Carolina Girl
by Virginia Kantra
(Berkley, $7.99, PG) ISBN 978-0425-25122-5
Not having read the first book in this trilogy about the Fletchers of Dare Island, NC didnít stop my enjoyment of this story of daughter Meg and her hunk of a hero, the sometimes carefree, sometimes brooding Sam Grady. Their story is one to savor.

Meg and her family settled on Dare Island, their ancestral home, after her father retired from the military. An Army brat, Meg was resilient and determined to fit in. But she was also determined to get off the island, especially after a painful fling with Sam, her brother's Matt best friend. She was in high school and he was home from Duke University when their passions flared. Partly due to embarrassment due to his drunken state and partly out of concern for his friendship with the Fletchers, Sam did not handle the aftermath of their interlude well. He and Meg avoided each other and both went their separate ways.

Meg went to New York where she used her hard-earned Harvard degree to work her way up the corporate ladder, landing a great marketing job as well as the CFO of the corporation. Meg and Derek worked their way up their relationship, both workaholics who understood the need to work and soon they bought a condo. Her parents were disappointed that they didn't marry, but Meg was comfortable with her choices and with Derek. Until her mother got hurt in a car accident and she had to return home during a critical merger. Despite assurances from everyone that she should take the time she needed, she was fired when she got back. Derek then abandoned her by suggesting they needed a break and he would even buy out her half of the condo due to her soon to be financial difficulty.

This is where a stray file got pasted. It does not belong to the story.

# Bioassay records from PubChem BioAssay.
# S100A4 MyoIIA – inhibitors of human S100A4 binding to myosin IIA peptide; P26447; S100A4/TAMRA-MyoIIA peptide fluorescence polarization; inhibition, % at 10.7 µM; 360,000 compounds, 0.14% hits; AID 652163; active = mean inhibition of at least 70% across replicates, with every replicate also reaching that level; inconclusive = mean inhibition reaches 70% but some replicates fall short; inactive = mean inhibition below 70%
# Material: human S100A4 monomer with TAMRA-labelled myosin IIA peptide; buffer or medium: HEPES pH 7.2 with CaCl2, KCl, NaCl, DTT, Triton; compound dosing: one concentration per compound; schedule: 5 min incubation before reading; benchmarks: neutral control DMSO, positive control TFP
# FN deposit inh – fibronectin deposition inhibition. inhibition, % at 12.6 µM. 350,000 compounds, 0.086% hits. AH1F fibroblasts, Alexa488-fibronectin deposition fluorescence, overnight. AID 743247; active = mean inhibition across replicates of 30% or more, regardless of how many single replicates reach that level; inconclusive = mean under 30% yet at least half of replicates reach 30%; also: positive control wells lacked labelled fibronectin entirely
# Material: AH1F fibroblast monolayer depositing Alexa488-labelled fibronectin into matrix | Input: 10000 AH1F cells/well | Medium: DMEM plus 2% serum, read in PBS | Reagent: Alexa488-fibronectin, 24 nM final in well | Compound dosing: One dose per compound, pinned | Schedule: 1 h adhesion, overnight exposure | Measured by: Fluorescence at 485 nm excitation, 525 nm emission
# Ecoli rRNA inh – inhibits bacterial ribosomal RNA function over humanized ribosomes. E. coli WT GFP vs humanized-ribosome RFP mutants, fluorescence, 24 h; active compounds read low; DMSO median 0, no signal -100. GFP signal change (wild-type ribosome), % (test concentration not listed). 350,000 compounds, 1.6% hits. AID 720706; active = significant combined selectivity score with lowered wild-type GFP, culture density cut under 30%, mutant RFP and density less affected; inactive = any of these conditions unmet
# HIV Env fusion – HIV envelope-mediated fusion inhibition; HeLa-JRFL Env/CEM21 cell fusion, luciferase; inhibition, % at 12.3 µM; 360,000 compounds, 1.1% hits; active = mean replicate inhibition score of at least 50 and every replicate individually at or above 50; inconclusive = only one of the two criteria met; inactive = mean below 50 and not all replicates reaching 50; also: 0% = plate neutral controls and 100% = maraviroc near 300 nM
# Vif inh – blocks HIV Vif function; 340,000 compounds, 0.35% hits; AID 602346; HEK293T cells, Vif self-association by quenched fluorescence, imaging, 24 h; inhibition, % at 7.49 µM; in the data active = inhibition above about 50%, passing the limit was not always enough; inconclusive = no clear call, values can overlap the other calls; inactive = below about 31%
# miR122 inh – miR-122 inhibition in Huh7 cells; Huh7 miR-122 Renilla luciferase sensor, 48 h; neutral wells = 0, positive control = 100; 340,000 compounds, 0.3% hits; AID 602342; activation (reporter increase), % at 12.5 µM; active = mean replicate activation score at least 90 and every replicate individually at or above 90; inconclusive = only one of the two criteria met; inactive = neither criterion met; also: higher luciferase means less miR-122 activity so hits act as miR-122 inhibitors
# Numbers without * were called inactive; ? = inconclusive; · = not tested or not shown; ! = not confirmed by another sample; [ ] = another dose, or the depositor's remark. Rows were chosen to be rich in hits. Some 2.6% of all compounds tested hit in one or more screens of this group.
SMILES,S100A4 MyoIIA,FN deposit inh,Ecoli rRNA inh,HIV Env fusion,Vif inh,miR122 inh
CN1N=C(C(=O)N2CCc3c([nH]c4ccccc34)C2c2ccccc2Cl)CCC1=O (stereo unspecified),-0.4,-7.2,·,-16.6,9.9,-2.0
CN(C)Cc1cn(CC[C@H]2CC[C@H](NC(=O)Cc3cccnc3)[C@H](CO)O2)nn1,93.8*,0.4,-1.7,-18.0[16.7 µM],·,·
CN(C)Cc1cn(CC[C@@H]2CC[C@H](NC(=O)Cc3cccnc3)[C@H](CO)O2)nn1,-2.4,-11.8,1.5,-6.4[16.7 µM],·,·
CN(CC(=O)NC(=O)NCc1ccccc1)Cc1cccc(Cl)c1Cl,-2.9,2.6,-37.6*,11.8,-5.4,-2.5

Meg returned to Dare Island to "help her mother," knowing she needed to regroup and find a new job. She has every intention to get back to New York. But then Sam Grady gets in her way. Sam is always charming, except with Meg. He and her brother Matt were inseparable as kids and due to a divorce laden life at home, Sam often spent time at the Fletchers. He always felt the Tom Fletcher was as much his father as his own. Sam a dream to build something worthwhile and he has never gotten over Meg, despite the way they ended things.

This story is fresh even with a plot line that feels familiar. The writing style pulls the reader in and uses the Dare Island community to feel like home. I laughed at the antics of the family and yet, there was a poignancy too. Luke, the youngest who is currently in Afghanistan just discovered he had a daughter, Taylor. When Taylor's mother died, her friend and lawyer contacted Luke, who picked Taylor up and dropped her at the Fletcher home in the capable hands of his family. Taylor's adjustment is a nice backdrop and a set up for Luke's story.

The tale also gave us a glimpse of Matt and his fiancee Allison from the earlier story. Reading Carolina Girl was such a pleasure that I want to find Matt's story and you can bet I will be keeping my eye out for Luke's. Meanwhile, I can highly recommend Meg's story as one that will enthrall the reader and offer lots of satisfaction.

--Shirley Lyons

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